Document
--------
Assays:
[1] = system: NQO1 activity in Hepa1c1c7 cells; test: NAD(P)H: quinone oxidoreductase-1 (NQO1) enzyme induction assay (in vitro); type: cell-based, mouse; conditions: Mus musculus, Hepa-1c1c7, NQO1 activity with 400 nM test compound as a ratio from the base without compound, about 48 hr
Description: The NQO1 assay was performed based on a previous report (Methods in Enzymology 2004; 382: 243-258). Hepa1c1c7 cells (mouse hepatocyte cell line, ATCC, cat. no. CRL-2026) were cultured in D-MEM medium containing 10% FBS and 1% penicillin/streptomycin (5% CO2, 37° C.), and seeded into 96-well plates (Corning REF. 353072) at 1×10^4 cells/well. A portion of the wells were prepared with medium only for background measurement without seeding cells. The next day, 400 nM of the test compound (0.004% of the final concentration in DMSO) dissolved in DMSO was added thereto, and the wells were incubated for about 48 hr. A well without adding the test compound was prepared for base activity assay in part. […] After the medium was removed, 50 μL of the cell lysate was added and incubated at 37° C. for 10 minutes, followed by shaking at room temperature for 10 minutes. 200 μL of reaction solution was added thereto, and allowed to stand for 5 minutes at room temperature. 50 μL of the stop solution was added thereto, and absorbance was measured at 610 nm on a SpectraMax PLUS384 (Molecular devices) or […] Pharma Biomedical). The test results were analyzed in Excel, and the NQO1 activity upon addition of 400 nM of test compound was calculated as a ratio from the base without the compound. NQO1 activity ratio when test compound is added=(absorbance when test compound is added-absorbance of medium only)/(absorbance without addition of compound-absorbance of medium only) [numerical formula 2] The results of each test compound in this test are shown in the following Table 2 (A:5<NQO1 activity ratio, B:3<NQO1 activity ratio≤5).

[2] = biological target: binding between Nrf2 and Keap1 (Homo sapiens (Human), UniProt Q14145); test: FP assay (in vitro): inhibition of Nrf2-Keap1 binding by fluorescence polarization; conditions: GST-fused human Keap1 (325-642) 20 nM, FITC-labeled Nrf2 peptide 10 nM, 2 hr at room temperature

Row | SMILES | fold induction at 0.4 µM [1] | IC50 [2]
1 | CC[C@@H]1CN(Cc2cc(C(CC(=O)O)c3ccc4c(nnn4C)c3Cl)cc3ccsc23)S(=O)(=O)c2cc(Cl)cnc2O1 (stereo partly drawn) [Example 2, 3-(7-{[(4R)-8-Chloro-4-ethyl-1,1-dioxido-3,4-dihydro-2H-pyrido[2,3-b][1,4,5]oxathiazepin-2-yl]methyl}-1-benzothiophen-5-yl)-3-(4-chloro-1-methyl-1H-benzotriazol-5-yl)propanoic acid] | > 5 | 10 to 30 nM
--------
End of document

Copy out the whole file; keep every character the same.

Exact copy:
Assays:
[1] = system: NQO1 activity in Hepa1c1c7 cells; test: NAD(P)H: quinone oxidoreductase-1 (NQO1) enzyme induction assay (in vitro); type: cell-based, mouse; conditions: Mus musculus, Hepa-1c1c7, NQO1 activity with 400 nM test compound as a ratio from the base without compound, about 48 hr
Description: The NQO1 assay was performed based on a previous report (Methods in Enzymology 2004; 382: 243-258). Hepa1c1c7 cells (mouse hepatocyte cell line, ATCC, cat. no. CRL-2026) were cultured in D-MEM medium containing 10% FBS and 1% penicillin/streptomycin (5% CO2, 37° C.), and seeded into 96-well plates (Corning REF. 353072) at 1×10^4 cells/well. A portion of the wells were prepared with medium only for background measurement without seeding cells. The next day, 400 nM of the test compound (0.004% of the final concentration in DMSO) dissolved in DMSO was added thereto, and the wells were incubated for about 48 hr. A well without adding the test compound was prepared for base activity assay in part. […] After the medium was removed, 50 μL of the cell lysate was added and incubated at 37° C. for 10 minutes, followed by shaking at room temperature for 10 minutes. 200 μL of reaction solution was added thereto, and allowed to stand for 5 minutes at room temperature. 50 μL of the stop solution was added thereto, and absorbance was measured at 610 nm on a SpectraMax PLUS384 (Molecular devices) or […] Pharma Biomedical). The test results were analyzed in Excel, and the NQO1 activity upon addition of 400 nM of test compound was calculated as a ratio from the base without the compound. NQO1 activity ratio when test compound is added=(absorbance when test compound is added-absorbance of medium only)/(absorbance without addition of compound-absorbance of medium only) [numerical formula 2] The results of each test compound in this test are shown in the following Table 2 (A:5<NQO1 activity ratio, B:3<NQO1 activity ratio≤5).

[2] = biological target: binding between Nrf2 and Keap1 (Homo sapiens (Human), UniProt Q14145); test: FP assay (in vitro): inhibition of Nrf2-Keap1 binding by fluorescence polarization; conditions: GST-fused human Keap1 (325-642) 20 nM, FITC-labeled Nrf2 peptide 10 nM, 2 hr at room temperature

Row | SMILES | fold induction at 0.4 µM [1] | IC50 [2]
1 | CC[C@@H]1CN(Cc2cc(C(CC(=O)O)c3ccc4c(nnn4C)c3Cl)cc3ccsc23)S(=O)(=O)c2cc(Cl)cnc2O1 (stereo partly drawn) [Example 2, 3-(7-{[(4R)-8-Chloro-4-ethyl-1,1-dioxido-3,4-dihydro-2H-pyrido[2,3-b][1,4,5]oxathiazepin-2-yl]methyl}-1-benzothiophen-5-yl)-3-(4-chloro-1-methyl-1H-benzotriazol-5-yl)propanoic acid] | > 5 | 10 to 30 nM